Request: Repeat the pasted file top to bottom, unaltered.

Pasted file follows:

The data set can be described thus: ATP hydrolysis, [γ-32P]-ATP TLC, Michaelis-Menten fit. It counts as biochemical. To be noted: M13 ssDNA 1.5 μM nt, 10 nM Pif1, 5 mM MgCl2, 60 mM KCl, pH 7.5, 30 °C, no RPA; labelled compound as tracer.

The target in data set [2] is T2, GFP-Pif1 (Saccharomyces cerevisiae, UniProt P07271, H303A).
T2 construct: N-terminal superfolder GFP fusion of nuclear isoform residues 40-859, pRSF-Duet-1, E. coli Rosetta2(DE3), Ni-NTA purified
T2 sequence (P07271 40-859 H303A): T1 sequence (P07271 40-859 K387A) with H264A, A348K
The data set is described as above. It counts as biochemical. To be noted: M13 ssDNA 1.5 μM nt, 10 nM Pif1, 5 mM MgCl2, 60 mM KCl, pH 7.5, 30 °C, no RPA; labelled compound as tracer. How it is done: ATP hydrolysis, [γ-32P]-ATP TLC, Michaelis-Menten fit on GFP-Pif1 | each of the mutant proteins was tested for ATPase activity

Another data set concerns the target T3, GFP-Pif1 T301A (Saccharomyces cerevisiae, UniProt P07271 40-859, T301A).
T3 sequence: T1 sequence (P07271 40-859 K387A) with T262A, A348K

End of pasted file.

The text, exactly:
The data set can be described thus: ATP hydrolysis, [γ-32P]-ATP TLC, Michaelis-Menten fit. It counts as biochemical. To be noted: M13 ssDNA 1.5 μM nt, 10 nM Pif1, 5 mM MgCl2, 60 mM KCl, pH 7.5, 30 °C, no RPA; labelled compound as tracer.

The target in data set [2] is T2, GFP-Pif1 (Saccharomyces cerevisiae, UniProt P07271, H303A).
T2 construct: N-terminal superfolder GFP fusion of nuclear isoform residues 40-859, pRSF-Duet-1, E. coli Rosetta2(DE3), Ni-NTA purified
T2 sequence (P07271 40-859 H303A): T1 sequence (P07271 40-859 K387A) with H264A, A348K
The data set is described as above. It counts as biochemical. To be noted: M13 ssDNA 1.5 μM nt, 10 nM Pif1, 5 mM MgCl2, 60 mM KCl, pH 7.5, 30 °C, no RPA; labelled compound as tracer. How it is done: ATP hydrolysis, [γ-32P]-ATP TLC, Michaelis-Menten fit on GFP-Pif1 | each of the mutant proteins was tested for ATPase activity

Another data set concerns the target T3, GFP-Pif1 T301A (Saccharomyces cerevisiae, UniProt P07271 40-859, T301A).
T3 sequence: T1 sequence (P07271 40-859 K387A) with T262A, A348K